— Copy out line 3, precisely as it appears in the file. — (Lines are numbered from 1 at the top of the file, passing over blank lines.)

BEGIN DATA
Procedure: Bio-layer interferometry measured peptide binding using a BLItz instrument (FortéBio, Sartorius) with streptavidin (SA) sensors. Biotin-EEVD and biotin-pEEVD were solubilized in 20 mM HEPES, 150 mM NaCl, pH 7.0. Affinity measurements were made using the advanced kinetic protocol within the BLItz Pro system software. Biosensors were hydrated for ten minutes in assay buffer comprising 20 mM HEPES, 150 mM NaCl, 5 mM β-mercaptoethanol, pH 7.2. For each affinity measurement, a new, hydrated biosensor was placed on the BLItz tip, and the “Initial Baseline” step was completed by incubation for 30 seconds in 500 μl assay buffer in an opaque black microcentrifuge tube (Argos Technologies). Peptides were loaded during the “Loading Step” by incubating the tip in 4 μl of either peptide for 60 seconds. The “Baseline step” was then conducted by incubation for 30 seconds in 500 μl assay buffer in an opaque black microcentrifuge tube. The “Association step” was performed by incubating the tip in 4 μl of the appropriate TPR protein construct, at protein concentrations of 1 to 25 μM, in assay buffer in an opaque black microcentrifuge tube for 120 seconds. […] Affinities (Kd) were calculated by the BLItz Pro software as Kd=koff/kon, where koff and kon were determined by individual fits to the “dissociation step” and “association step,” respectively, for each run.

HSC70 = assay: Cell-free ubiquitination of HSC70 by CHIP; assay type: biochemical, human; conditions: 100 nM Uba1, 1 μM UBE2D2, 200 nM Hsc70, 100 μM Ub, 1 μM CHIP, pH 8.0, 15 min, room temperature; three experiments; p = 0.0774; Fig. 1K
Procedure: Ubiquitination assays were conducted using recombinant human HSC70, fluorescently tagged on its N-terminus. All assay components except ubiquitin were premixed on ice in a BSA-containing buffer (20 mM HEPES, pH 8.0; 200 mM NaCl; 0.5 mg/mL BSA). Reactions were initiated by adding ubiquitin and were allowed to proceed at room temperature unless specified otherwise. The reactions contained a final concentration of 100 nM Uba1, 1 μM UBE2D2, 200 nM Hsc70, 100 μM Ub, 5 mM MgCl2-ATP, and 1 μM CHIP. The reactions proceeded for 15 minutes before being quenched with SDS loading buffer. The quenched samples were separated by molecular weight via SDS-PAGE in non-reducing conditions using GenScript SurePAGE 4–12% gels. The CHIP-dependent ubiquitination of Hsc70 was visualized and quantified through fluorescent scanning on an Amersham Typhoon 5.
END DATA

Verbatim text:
Procedure: Ubiquitination assays were conducted using recombinant human HSC70, fluorescently tagged on its N-terminus. All assay components except ubiquitin were premixed on ice in a BSA-containing buffer (20 mM HEPES, pH 8.0; 200 mM NaCl; 0.5 mg/mL BSA). Reactions were initiated by adding ubiquitin and were allowed to proceed at room temperature unless specified otherwise. The reactions contained a final concentration of 100 nM Uba1, 1 μM UBE2D2, 200 nM Hsc70, 100 μM Ub, 5 mM MgCl2-ATP, and 1 μM CHIP. The reactions proceeded for 15 minutes before being quenched with SDS loading buffer. The quenched samples were separated by molecular weight via SDS-PAGE in non-reducing conditions using GenScript SurePAGE 4–12% gels. The CHIP-dependent ubiquitination of Hsc70 was visualized and quantified through fluorescent scanning on an Amersham Typhoon 5.